Freeing the US from its culture of detention
The University of Chicago Law School needed to get the most visual impact for a wide range of troubling statistics on the culture of detention that had taken root in the US justice system. The study shows with hard evidence that there is a complex systemic issue. The insights covered every step of the judicial process across multiple stakeholders.
An exercise in visual storytelling
One of the main concerns was to create a visually unique and striking report. The insights uncovered by the Federal Criminal Justice Clinic of the University of Chicago are meant to be loud and catch the attention of the actors involved in those systems, as well as being a constant reminder of the gravity of the topic. To accomplish this goal, every visual element included in the report has components reminiscent of the concepts of freedom and detention and the report uses a striking color palette in black and white, with a careful use of red to accentuate key elements.
A few details to notice:
- Figure 1 has thick vertical gridlines resembling bars
- Figure 5 uses chain links to represent a cycle
- A report based on a black and white layout with some red elements used to stress out the issues
- Icons with strong justice symbology are used to help the reader navigate through the sections
Highlighting what matters
In a report of this size and density (280 pages), it becomes essential to visually highlight key information for the audience.
This is where visual hierarchies shine.
Several strategies are used through the document to achieve this. The color red, used to highlight data points is also used in the text to connect the relevant messages with the visuals.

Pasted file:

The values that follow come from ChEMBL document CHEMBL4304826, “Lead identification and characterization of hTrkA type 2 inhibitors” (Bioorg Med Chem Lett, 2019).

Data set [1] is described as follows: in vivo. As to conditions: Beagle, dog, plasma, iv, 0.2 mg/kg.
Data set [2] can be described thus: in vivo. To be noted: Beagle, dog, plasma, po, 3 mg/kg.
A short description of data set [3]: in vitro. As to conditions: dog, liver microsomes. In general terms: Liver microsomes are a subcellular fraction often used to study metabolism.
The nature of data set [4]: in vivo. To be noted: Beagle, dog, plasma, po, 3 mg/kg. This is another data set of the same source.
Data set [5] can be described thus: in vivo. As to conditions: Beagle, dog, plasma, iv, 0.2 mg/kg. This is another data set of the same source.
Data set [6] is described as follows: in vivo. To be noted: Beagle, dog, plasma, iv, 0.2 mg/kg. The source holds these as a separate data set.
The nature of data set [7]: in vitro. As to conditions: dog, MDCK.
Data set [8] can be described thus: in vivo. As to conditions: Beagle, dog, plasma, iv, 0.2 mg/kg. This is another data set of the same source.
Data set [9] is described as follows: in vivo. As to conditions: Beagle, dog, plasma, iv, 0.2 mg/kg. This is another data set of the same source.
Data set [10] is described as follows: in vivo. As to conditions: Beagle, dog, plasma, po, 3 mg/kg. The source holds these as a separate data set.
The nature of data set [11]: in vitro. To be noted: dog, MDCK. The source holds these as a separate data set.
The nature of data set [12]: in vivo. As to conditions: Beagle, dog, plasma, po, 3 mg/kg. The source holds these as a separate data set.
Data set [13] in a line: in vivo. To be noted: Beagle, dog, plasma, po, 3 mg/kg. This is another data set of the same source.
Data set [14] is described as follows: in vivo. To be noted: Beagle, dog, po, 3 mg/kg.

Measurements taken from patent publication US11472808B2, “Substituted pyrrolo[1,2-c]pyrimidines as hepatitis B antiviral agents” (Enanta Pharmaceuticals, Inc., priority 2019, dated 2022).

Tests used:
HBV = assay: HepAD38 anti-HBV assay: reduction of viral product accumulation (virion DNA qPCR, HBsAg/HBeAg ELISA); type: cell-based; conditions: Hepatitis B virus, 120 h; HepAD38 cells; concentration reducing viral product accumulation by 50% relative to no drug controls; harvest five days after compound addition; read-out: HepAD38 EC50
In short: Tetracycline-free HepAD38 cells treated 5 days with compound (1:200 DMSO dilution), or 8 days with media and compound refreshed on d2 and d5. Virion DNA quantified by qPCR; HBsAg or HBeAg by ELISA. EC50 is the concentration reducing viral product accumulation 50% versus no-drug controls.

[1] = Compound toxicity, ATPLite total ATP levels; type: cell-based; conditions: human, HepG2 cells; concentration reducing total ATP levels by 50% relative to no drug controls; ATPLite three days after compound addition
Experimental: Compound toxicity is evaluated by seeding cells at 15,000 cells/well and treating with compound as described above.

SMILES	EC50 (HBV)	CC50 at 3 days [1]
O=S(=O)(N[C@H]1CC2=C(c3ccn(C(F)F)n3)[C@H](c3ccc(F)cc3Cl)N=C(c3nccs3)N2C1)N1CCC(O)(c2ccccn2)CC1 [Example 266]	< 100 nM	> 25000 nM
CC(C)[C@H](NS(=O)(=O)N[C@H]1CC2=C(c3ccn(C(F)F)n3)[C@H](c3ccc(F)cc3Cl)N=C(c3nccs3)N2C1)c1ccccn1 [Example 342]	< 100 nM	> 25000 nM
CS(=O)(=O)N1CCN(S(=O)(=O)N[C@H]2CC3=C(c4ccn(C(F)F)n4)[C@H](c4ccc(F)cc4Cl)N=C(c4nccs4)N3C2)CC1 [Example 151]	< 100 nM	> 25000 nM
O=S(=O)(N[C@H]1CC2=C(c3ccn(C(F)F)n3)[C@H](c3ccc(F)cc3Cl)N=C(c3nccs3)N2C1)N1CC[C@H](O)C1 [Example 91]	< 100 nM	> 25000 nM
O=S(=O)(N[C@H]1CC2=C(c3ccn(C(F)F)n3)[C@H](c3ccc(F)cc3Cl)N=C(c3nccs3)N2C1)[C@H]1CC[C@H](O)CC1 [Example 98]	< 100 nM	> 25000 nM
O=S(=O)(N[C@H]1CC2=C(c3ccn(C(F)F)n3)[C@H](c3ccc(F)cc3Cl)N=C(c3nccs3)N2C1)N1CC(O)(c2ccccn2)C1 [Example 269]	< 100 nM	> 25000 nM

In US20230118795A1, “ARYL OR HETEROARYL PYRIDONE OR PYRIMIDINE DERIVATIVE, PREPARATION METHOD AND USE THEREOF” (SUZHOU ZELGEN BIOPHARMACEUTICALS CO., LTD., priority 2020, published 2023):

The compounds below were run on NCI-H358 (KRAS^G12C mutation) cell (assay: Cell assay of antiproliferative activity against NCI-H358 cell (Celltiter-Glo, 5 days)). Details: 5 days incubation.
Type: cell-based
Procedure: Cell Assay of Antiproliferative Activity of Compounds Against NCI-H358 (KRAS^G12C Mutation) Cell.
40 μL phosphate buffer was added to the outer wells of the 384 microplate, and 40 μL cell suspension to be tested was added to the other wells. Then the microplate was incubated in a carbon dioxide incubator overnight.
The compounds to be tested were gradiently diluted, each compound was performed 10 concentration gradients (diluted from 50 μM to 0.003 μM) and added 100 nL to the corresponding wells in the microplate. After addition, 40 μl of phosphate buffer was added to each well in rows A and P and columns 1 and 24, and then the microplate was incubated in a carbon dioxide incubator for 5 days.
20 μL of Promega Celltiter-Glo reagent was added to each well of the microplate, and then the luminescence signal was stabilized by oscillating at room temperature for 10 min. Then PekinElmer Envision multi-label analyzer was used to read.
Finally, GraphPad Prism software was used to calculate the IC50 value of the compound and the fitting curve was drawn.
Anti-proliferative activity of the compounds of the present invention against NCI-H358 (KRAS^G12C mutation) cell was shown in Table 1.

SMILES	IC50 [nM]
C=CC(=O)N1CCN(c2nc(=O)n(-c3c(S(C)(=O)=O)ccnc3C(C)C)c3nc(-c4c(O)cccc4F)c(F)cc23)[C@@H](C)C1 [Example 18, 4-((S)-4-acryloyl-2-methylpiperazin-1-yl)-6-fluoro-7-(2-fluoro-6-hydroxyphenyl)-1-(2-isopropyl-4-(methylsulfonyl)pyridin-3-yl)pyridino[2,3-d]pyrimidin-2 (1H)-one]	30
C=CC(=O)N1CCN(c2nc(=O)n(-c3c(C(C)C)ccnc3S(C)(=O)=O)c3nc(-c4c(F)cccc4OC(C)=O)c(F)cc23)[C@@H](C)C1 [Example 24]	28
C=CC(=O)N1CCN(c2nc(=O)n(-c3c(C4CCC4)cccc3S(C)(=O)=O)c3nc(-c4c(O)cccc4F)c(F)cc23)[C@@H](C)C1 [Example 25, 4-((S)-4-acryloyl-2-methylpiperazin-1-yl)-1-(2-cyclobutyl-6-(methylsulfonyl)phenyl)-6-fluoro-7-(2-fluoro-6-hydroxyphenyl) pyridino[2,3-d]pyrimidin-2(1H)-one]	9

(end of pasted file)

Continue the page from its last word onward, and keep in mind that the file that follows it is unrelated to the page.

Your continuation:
Additionally, a particular attention was given to data showing racial disparities and we used a different background to emphasize this point.
Showing the person, not the data
With a subject so deeply rooted in the individual experiences of the people victim of this culture of detention, the visuals in the report needed to make each of those humans visible, rather than “aggregating” them in one big column or bar.
For this reason, the report makes extensive use of nested waffle charts, a combination of waffle charts and nested boxes (recently featured on Stephanie Evergreen’s newsletter) with different colors to distinguish between subgroups while also keeping the people affected at the center of the narrative.
The balancing act
One of things that makes the research findings so unique is the effort that has been put into documenting systemic issues at every step of the judicial process.
To paint that broader portrait while keeping the focus on individuals, we created large, complex waffle charts and combined them with simple, impactful bar charts, all of which in a consistent layout.